SCOTTSDALE, Ariz. -- Even when you're one of the best pitchers in baseball, there are always things that you can work on during Spring Training.D-backs ace Zack Greinke threw three shutout innings in Wednesday's 8-4 win over the Padres, but even before the game ended he was already thinking about
SCOTTSDALE, Ariz. -- Even when you're one of the best pitchers in baseball, there are always things that you can work on during Spring Training.
D-backs ace Zack Greinke threw three shutout innings in Wednesday's 8-4 win over the Padres, but even before the game ended he was already thinking about what he needed to improve upon for the next time he takes the mound.
"I was a little uncomfortable with guys on base," Greinke said. "I didn't do as good with guys on base and hopefully the next time I'll be a little more comfortable with guys on base. I just wasn't as comfortable or just didn't feel as comfortable on the mound. I don't know if the pitches were that much worse or just the same, but I just didn't feel as in control as when there was no one on base."
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Greinke gave up four hits over his three shutout innings, but three of the four came on grounders and the fourth was a soft liner to right.
In the second inning, after Greinke retired Matt Kemp, he allowed three straight singles to load the bases, which provided Welington Castillo with a chance to help Greinke get out of the jam.
"I want to be there when things are not going well, too," Castillo said. "So I can figure out what I can do to get him back to where he should be. That's good to have happen in Spring Training so when it happens in the season we can get through that."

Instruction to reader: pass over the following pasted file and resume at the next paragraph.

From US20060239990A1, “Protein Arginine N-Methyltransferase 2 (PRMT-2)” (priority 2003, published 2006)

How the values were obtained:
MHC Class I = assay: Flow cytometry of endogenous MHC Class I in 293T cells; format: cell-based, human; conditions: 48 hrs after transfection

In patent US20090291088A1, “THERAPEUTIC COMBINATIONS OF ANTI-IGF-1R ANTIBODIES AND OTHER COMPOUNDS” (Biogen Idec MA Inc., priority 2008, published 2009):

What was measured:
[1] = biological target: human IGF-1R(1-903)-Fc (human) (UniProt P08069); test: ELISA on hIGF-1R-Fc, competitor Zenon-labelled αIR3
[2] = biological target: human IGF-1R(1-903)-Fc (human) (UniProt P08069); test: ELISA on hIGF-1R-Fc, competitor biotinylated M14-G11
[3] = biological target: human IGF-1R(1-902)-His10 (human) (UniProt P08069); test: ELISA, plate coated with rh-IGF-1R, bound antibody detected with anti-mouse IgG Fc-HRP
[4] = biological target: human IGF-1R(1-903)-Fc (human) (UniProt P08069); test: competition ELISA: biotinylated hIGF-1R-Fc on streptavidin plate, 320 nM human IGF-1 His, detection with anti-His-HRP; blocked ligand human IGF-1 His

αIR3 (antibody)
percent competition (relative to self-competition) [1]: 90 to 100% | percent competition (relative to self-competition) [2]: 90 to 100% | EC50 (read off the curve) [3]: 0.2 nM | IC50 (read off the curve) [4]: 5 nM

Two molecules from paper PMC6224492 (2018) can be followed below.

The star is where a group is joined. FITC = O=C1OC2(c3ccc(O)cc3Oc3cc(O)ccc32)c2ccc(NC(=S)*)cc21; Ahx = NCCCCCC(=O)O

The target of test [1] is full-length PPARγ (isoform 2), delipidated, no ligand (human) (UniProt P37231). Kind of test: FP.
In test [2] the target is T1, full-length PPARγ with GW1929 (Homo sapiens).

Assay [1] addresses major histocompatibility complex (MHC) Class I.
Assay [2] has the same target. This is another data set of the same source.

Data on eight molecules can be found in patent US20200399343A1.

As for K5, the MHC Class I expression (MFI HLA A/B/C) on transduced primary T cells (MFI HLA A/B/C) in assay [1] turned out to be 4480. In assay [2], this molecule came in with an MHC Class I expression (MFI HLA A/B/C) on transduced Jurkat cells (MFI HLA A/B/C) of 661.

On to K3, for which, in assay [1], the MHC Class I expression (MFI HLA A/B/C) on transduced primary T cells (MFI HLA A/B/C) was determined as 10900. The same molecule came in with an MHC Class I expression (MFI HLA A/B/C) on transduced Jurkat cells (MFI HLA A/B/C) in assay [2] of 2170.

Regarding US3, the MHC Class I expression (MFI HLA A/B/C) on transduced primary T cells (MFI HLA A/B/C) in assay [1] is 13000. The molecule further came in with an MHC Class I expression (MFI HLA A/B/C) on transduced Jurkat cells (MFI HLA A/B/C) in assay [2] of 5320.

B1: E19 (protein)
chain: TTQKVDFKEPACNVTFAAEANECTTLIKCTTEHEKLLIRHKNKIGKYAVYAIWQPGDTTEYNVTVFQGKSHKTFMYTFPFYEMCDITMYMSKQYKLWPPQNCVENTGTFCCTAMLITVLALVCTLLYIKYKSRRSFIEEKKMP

Greinke got a popout and a groundout to end the inning.
In two spring starts, the right-hander has worked five scoreless innings.
"It's getting used to dealing with more complex situations and having to think about more things and being able to put it all together," Greinke said of the Spring Training learning curve. "Like I said, today it was a little quicker in my head than during the regular season. It was good experiencing that so hopefully it's better the next time."
Greinke also shared insight into his changeup.
Most pitchers like to have an 8- to 10-mph difference between their fastball and changeup, but Greinke's comes in at only a few mph slower than his fastball.
"When I throw my changeup 6- to 7-mph slower, it's not a good pitch," Greinke said. "Either my arm speed slows up or the movement isn't as sharp. Something makes it not a good pitch. I think ideally I'd rather have 6- to 7-mph difference, but I don't throw that well. I throw it well when it's only 2- to 3-mph difference. That's why I throw the harder one, because it's a better pitch overall."
Greinke threw 38 pitches, 24 for strikes, and after his outing threw several more pitches in the bullpen because he had not reached his pitch limit for the day.
Steve Gilbert is a reporter for MLB.com. Follow him on Twitter @SteveGilbertMLB.